[Video: The Knack 00:46:31]
Dogbert: I've been sitting here for nearly a minute without entertainment.
Dilbert: Change the battery in the remote, the one on the left.
Dogbert: The one on the left? Well that's just spooky.
Dilbert: Not really. I have the knack.
Dogbert: The knack?
Dilbert: For technology. My mom says I always have.
Mom: I'm worried about little Dilbert. He's not like other kids.
Doctor: What do you mean?
Mom: Yesterday, I left him alone for a minute and he disassembled the TV, our clock, and the stereo.
Doctor: That's perfectly normal. Kids take things apart.
Mom: The part that worries me is he used the components to build a ham radio set.
Doctor: Oh dear.
Mom: Is that bad?
Doctor: Normally I'd want to run an EEG on him, but the machine isn't working. It's worse than I feared.
Mom: What is it?
Doctor: I'm afraid your son has the knack.
Mom: The knack?
Doctor: The knack. It's a rare condition characterized by an extreme intuition about all things mechanical and electrical, and utter social ineptitude.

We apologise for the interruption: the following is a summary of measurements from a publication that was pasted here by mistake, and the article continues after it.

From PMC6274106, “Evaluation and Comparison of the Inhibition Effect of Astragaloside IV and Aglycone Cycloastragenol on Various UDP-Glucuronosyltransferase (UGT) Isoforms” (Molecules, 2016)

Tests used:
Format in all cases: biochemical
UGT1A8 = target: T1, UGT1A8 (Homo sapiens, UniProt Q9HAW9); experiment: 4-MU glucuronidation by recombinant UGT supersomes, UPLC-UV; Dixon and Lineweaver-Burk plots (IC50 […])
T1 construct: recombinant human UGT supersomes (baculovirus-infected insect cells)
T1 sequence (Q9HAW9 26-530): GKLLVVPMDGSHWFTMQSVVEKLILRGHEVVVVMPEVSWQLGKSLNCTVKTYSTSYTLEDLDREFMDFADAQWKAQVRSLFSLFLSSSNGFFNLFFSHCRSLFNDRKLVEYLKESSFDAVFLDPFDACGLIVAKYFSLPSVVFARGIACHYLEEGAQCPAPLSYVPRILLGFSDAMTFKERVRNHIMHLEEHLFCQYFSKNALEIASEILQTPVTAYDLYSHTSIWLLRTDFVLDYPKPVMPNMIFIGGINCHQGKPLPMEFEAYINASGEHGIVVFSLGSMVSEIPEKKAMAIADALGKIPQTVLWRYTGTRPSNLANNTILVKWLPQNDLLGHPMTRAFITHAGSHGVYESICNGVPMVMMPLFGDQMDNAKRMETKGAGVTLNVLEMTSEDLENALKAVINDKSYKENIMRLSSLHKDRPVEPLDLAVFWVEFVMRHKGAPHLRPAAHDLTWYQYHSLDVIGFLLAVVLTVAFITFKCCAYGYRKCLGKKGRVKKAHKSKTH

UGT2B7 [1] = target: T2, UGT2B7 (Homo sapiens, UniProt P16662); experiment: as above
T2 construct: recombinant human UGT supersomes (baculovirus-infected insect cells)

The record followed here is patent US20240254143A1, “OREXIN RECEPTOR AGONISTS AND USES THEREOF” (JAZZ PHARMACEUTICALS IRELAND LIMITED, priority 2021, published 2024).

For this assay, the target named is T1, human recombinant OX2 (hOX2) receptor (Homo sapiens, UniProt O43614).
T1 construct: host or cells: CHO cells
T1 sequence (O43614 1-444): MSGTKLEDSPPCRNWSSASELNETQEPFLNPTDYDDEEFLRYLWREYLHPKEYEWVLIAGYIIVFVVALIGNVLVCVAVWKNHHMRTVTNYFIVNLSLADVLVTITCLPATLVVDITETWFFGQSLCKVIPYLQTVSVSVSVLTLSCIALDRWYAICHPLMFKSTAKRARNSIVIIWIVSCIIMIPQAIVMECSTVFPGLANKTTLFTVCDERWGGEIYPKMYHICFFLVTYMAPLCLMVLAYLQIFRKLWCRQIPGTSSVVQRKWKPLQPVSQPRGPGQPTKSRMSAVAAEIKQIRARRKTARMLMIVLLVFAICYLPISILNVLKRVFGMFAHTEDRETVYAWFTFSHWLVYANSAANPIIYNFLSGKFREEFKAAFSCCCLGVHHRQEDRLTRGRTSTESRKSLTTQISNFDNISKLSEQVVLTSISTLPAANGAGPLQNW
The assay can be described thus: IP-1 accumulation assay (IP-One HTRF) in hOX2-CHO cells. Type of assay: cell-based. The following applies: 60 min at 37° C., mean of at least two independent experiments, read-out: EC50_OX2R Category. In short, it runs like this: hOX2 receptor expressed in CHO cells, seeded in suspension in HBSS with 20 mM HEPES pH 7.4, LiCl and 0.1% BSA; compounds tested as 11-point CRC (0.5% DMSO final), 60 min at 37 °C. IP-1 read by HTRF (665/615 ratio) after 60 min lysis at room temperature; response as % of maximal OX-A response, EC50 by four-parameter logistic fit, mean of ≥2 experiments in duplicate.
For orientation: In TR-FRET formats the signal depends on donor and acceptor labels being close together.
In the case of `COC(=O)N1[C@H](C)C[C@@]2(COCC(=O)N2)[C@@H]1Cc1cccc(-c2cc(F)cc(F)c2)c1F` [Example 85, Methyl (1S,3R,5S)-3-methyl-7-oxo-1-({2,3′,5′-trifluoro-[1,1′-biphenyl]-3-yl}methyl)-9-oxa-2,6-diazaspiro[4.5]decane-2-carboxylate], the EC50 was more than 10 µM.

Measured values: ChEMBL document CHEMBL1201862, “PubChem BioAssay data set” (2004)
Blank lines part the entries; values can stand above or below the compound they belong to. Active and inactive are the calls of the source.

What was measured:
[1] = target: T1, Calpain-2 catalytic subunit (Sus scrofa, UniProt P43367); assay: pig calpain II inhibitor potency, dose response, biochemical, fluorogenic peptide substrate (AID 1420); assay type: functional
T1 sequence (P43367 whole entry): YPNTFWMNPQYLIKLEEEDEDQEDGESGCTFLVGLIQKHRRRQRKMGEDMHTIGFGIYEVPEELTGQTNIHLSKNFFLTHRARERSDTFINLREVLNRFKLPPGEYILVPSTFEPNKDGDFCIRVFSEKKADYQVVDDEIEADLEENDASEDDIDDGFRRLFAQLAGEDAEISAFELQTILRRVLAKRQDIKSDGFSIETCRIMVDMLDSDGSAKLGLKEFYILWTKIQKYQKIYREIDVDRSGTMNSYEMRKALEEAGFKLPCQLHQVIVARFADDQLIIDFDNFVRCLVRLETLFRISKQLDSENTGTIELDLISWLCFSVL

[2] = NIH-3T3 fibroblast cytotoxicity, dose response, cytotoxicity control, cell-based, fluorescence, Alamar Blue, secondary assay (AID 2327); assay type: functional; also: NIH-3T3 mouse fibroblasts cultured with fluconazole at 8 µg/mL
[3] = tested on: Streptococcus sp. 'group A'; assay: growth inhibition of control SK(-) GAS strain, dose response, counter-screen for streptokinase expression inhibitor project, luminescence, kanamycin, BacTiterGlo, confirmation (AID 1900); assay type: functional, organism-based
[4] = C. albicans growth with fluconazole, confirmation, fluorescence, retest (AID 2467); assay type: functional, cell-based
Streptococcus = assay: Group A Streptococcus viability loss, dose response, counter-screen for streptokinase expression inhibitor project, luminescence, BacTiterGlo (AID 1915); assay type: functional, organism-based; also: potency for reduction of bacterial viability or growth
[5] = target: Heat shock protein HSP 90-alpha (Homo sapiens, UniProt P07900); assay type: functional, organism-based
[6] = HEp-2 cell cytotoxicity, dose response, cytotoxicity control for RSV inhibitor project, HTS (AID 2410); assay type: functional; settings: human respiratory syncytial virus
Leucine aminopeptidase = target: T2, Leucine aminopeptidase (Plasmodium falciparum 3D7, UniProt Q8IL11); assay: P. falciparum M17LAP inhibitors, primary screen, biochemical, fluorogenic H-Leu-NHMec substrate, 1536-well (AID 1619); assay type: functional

Mom: Can he lead a normal life?
Doctor: No. He'll be an engineer.
Doctor: There, there. Don't blame yourself.
Mom: Will it go away over time?
Doctor: It might, but pray it doesn't. If an engineer loses the knack, the results can be devastating.
Mom: Thanks for filling in for our regular doctor on such short notice.
Doctor: I was in the neighborhood.
[End video 00:48:16]
Chris: I love it every time I watch that.
Tom: That's me. I would have been pulling that stuff right apart.
Chris: That was the Kenmore.
Chris: It's like, you're listening to the dialogue from the low voice voiceover person speaking about the knack. Should he lose it, it's like a superhero losing his powers. It's just funny. I'm sure this is true in many industries and many careers or hobbies. It's no different. This one is funny how it's amateur radio and engineering.
Most of us in this business and most of us in these positions are pretty much ham operators and engineering techie types who do stuff that's just somewhat left of center, so to speak. There's always something odd about us. It's fun. Oh, before I forget, which hand do you use for signing your signature and writing?
Tom: Which hand? It's actually my right hand, but there's a lot of suspicion that I'm actually left handed and I learned to write on the wrong side.